lookback=1,
                                             rollout=4)

train_loader = DataLoader(advection_train_iterator, batch_size=32, shuffle=True)

model = NeuralPDE(input_dim=2, hidden_channels=64, hidden_layers=3,
                  solver={'method': 'euler', 'options': {'step_size': 0.1}},
                  use_adjoint=False)

optimizer = optim.Adam(model.parameters(), lr=1e-3)
criterion = nn.MSELoss()

for epoch in range(10):
    model.train()
    for i, (x, y, p) in enumerate(train_loader):
        x, y = x[:,0].float(), y.float() # only use the first channel and convert to float32
        optimizer.zero_grad()
        y_pred = model(x, range(0, 5))
        y_pred = y_pred.transpose(0, 1)
        loss = criterion(y_pred, y)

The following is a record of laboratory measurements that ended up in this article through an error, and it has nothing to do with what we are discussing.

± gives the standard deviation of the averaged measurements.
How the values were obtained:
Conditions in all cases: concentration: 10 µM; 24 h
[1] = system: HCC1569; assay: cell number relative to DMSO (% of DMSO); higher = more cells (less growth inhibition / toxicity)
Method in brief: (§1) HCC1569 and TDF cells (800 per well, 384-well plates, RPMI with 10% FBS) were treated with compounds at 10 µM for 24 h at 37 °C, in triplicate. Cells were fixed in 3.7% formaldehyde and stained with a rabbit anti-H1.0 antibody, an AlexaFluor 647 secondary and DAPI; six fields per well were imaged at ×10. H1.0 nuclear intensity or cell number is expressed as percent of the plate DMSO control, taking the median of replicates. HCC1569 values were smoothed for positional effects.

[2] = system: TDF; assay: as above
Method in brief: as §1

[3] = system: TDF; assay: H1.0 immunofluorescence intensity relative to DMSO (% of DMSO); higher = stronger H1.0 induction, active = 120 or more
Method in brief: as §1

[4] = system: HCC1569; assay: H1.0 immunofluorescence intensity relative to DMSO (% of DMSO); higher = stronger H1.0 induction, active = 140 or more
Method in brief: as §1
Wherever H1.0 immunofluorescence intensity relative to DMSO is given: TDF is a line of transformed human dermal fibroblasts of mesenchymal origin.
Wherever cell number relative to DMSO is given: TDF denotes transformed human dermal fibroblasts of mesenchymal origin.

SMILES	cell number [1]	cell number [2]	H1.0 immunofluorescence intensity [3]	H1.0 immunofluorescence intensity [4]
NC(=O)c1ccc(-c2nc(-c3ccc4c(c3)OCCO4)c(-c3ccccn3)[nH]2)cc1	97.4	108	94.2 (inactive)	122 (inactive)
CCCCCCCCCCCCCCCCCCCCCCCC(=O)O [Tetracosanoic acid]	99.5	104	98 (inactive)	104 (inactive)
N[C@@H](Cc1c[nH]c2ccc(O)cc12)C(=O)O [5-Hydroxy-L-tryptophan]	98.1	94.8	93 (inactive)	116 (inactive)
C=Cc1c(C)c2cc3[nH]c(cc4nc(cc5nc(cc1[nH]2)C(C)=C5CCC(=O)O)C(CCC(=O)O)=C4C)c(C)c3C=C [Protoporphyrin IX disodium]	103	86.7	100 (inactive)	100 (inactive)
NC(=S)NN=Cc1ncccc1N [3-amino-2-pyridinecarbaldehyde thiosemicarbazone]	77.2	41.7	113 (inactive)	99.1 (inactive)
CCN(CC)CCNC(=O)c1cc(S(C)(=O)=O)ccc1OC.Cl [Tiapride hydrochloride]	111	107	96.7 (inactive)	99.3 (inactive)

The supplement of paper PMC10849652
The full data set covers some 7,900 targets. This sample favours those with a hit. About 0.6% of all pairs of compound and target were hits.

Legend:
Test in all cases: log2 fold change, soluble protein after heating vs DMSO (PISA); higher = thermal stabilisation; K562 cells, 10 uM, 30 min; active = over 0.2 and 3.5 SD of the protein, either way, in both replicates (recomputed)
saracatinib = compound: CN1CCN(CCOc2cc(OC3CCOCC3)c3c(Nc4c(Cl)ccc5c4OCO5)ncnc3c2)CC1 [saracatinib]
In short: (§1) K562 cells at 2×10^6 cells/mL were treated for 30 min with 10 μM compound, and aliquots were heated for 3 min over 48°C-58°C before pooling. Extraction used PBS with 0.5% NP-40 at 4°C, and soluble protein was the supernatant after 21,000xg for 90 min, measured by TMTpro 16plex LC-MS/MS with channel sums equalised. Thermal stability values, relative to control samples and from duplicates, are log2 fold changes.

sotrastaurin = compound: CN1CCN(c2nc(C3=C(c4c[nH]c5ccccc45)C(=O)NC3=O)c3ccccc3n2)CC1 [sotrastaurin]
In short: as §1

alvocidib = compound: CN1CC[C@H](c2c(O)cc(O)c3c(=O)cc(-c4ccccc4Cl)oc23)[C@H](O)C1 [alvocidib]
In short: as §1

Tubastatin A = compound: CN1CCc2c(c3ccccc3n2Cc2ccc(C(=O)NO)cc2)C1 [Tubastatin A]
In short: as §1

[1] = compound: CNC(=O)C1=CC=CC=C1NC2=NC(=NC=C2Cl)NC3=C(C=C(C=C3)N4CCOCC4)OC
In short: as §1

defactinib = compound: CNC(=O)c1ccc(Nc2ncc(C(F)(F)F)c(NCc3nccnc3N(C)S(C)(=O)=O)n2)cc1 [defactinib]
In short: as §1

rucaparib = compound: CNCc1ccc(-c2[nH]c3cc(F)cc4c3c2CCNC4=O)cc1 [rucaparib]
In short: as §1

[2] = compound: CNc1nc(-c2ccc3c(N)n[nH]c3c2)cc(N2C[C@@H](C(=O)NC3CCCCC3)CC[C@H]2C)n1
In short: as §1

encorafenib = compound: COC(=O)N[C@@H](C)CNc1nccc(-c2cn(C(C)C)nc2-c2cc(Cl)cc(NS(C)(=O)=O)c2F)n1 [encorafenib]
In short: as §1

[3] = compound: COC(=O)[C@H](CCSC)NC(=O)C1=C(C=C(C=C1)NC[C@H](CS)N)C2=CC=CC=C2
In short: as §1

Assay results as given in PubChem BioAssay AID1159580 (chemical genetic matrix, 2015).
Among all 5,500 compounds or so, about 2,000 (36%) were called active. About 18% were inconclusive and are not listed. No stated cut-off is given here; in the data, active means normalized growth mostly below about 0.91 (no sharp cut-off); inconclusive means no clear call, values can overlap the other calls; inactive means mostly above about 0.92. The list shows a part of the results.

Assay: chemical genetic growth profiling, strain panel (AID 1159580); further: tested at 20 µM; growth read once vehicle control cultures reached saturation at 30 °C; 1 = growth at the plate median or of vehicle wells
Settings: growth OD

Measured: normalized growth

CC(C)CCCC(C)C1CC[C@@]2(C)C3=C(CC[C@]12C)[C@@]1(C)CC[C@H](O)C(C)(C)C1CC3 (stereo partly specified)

loss.backward()
        optimizer.step()
        print(f"Epoch: {epoch}, Batch: {i}, Loss: {loss.item()}")

📈 Benchmark Results

The original six equations have been used to evaluate the performance of various models on the task of forecasting the physical system. For this 900 spatial points have been used. The results are shown below:

  • 1-step MSE
model Advection Burgers Gas Dynamics Kuramoto-Sivashinsky Reaction-Diffusion Wave
CNN 5.30848e-05 0.0110988 0.00420368 0.000669837 0.00036918 0.00143387
FeaSt 0.000130351 0.0116155 0.0162 0.0117867 0.000488848 0.00523298
GAT 0.00960113 0.0439986 0.037483 0.0667057 0.00915208 0.0151498
GCN 0.026397 0.13899 0.0842611 0.436563 0.164678 0.0382004
GraphPDE 0.000137098 0.0107391 0.0194755 0.00719822 0.000142114 0.00207144
KernelNN 6.31157e-05 0.0106146 0.013354 0.00668698 0.000187019 0.00542925
NeuralPDE 8.24453e-07 0.0112373 0.00373416 0.000536958 0.000303176 0.00169871
Persistence 0.0812081 0.0367688 0.186985 0.142243 0.147124 0.113805
Point Transformer 4.41633e-05 0.0103098 0.00724899 0.00489711 0.000141248 0.00238447
PointGNN 2.82496e-05 0.00882528 0.00901649 0.00673036 0.000136059 0.00138772
ResNet 2.15721e-06 0.0148052 0.00321235 0.000490104 0.000156752 0.00145884
  • 16-step rollout MSE:
model Advection Burgers Gas Dynamics Kuramoto-Sivashinsky Reaction-Diffusion Wave